Edna Pontellier Ramaia Dillard

"She turned her face seaward to gather in an impression of space and solitude, which the vast expanse of water, meeting and melting with the moonlit sky, conveyed to her excited fancy. As she swam she seemed to be reaching out for the unlimited in which to lose herself."
"The shadows deepened in the little room. The music grew strange and fantastic—turbulent, insistent, plaintive and soft with entreaty. The shadows grew deeper. The music filled the room. It floated out upon the night, over the housetops, the crescent of the river, losing itself in the silence of the upper"
"She throws her wedding ring to the floor and tries unsuccessfully to crush it."
"If one of the little Pontellier boys took a tumble whilst at play, he was not apt to rush crying to his mother’s arms for comfort; he would more likely pick himself up, wipe the water out of his eyes and the sand out of his mouth, and go on playing."
"A bird with a broken wing was beating the air above, reeling, fluttering, circling disabled down, down to the water"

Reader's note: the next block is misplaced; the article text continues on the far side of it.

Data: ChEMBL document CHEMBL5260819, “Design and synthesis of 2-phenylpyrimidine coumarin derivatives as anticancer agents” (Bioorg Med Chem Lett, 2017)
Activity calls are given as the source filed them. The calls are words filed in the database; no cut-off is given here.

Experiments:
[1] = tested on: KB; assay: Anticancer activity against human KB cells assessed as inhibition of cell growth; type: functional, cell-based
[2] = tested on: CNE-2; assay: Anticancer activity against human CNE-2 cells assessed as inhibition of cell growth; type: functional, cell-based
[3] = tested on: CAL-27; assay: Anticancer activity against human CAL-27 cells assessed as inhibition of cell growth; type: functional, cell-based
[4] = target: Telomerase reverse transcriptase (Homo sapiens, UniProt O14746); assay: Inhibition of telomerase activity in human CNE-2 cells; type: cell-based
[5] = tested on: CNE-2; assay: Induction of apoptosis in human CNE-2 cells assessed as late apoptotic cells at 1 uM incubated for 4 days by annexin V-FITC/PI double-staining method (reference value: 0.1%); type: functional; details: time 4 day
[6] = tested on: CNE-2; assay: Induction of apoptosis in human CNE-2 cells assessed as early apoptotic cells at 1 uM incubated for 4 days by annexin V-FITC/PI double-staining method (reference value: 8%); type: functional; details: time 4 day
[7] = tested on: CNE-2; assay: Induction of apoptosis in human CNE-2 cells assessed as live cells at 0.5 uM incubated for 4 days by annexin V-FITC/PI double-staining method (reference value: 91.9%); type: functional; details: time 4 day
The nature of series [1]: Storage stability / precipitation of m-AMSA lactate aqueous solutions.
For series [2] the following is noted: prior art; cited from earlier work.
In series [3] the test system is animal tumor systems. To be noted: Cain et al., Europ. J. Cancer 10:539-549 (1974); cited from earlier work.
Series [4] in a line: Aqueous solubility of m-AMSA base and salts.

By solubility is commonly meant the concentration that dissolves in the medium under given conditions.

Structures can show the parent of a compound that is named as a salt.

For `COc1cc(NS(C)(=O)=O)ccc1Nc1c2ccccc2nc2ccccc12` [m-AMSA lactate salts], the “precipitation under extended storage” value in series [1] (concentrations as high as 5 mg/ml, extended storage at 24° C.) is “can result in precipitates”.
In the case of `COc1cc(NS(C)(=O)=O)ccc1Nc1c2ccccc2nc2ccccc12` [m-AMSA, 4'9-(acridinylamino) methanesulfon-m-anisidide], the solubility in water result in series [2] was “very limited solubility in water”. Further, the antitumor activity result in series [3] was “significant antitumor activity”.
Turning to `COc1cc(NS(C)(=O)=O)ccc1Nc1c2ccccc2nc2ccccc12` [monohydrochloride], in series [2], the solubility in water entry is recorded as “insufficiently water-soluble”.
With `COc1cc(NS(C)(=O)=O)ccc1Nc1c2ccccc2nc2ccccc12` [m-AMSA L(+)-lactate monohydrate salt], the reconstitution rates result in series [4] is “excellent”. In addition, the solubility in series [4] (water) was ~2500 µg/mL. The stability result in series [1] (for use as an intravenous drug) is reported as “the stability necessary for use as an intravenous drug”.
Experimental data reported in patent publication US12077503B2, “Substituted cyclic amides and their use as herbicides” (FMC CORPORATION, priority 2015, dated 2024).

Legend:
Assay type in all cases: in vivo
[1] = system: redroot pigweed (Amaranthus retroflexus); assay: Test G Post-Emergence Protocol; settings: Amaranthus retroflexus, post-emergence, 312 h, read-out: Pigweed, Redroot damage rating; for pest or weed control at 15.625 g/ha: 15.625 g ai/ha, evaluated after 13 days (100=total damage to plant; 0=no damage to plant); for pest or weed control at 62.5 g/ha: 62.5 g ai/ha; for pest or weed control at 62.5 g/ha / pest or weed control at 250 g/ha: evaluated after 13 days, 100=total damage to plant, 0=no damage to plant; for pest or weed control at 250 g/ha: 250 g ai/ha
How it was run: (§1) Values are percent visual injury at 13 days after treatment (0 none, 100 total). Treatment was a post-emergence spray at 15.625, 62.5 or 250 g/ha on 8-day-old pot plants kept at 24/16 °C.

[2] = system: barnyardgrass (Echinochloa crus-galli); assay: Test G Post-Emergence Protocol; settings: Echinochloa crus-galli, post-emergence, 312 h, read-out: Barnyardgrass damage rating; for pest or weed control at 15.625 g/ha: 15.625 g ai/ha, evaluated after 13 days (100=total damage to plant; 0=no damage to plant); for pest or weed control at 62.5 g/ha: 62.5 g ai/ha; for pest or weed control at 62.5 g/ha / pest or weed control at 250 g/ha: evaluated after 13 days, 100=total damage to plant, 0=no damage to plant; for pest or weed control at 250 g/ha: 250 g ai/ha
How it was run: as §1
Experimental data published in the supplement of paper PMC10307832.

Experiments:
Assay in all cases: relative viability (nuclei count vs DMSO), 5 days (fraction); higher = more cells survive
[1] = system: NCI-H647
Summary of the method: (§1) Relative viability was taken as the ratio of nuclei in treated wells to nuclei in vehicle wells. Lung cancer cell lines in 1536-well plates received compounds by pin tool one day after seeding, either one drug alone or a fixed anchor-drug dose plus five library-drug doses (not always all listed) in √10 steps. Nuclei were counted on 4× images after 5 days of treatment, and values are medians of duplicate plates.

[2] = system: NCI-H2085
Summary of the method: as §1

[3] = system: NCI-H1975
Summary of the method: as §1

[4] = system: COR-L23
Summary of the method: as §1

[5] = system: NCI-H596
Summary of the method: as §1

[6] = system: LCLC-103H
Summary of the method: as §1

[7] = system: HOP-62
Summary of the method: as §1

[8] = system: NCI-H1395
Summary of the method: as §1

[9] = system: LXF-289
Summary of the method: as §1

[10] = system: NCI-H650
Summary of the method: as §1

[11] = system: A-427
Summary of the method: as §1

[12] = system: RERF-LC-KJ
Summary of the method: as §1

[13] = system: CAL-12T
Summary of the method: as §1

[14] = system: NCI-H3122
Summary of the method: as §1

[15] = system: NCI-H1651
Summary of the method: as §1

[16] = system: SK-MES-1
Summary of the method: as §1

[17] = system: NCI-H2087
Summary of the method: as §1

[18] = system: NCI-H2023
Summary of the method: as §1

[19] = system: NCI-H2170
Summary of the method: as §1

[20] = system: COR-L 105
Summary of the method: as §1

"Mrs. Pontellier reached over for a palm-leaf fan that lay on the porch and began to fan herself, while Robert sent between his lips light puffs from his cigarette"
"Madame Reisz's piano playing speaks to Edna's soul as if that music were the language her soul had been waiting in silence"

Made with Adobe Slate

Make your words and images move.

Get Slate

Report Abuse

If you feel that this video content violates the Adobe Terms of Use, you may report this content by filling out this quick form.

To report a Copyright Violation, please follow Section 17 in the Terms of Use.